[tz] Tzdb and the Sunshine Protection Act

Paul Eggert eggert at cs.ucla.edu
Sun Mar 5 10:56:36 UTC 2023

On 2023-03-04 23:32, Robert Elz wrote:

> Technically yes, but it is much harder to acquire access to old versions
> of POSIX standards than it is old RFCs, most people will just give up
> when all they find is the current one (whichever that is).

Although that used to be true, POSIX has gotten better. It's now no 
trouble to access older POSIX versions so long as you don't want to go 
back before 2001. For example, the previous (Issue 6, revised 2004) Open 
Group spec for POSIX can be read here:


and Internet RFC 8536, which contains a similar URL to point to a later 
POSIX edition, should be good for quite some time.

> I was asking about any applications that are not implementations of that
> functionality - things that might not simply get updated if the TZif file
> format, were to alter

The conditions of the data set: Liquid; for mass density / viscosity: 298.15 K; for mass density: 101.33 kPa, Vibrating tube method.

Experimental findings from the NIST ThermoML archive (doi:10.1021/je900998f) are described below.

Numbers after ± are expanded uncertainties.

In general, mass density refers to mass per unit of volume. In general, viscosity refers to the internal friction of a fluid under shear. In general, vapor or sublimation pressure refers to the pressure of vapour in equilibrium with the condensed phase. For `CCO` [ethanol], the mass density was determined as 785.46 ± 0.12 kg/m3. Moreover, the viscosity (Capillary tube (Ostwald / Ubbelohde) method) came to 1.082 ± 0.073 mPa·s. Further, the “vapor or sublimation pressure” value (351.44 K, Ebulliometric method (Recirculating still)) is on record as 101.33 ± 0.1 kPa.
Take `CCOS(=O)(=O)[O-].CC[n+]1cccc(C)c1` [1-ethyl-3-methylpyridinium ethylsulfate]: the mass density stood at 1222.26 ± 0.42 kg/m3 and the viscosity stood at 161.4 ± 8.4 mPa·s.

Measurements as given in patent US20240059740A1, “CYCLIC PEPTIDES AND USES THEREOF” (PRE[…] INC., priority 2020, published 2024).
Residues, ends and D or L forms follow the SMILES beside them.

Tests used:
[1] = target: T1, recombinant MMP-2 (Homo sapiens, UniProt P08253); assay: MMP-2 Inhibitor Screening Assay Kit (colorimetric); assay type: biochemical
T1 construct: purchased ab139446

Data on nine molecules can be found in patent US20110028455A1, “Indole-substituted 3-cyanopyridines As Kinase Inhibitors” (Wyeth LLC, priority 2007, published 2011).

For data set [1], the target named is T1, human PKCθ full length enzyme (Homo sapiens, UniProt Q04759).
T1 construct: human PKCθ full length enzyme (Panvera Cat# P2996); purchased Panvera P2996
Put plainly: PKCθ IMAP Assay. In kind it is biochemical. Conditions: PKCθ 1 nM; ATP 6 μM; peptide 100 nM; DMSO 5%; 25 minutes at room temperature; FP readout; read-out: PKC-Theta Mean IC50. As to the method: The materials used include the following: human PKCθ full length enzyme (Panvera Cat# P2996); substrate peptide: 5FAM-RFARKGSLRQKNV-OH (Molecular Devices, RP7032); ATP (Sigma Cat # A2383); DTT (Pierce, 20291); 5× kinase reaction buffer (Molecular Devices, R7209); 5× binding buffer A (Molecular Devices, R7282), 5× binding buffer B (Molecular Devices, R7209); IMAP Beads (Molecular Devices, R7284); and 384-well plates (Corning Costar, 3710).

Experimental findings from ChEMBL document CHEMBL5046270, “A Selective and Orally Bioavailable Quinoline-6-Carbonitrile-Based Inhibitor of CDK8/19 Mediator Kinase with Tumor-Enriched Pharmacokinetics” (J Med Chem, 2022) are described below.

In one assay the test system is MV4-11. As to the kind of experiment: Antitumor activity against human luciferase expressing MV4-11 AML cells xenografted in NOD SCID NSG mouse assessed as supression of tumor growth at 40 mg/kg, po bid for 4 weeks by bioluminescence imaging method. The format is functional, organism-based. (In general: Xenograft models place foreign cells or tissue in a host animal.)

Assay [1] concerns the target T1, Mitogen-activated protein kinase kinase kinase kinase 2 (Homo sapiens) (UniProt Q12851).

I'm afraid that I don't understand the premise of the question then. But 
it's not important. POSIX won't obsolete these TZ strings any time soon, 
and even if it does so (which in my view would be a mistake) those 
programs will still need to support those strings since they're required 
for TZif.

> Anyone doing
> that is going to change the interpretation of all previous recorded
> timestamps to match the new rules. 

Sure, but for many applications that's preferable to screwing up today's 
timestamps. There is no perfection in situations like these, only the 
best of unappetizing solutions. Lots of people would prefer having 
localtime work today, than to require users to run on UTC, even if this 
means some old timestamps are wrong by an hour (after all, that's better 
than their being wrong by *12* hours....).

Again, I'm not recommending this over having a properly updated TZDB. 
Obviously the latter would be preferable. It's just that sometimes it's 
not feasible.

> 	https://austingroupbugs.net/view.php?id=1639
> now exists, and we will eventually get a resolution, one way or
> the other.

Thanks, I've followed up there.

>    | Glibc treats this same
>    | example as specifying a 512-byte abbreviation for a time zone 4 hours
>    | west of Greenwich.
> ... Why would they choose to ignore the max length
> limit

They don't ignore it. It's just that the upper bound is much bigger than 
the upper bound in tzcode/NetBSD.

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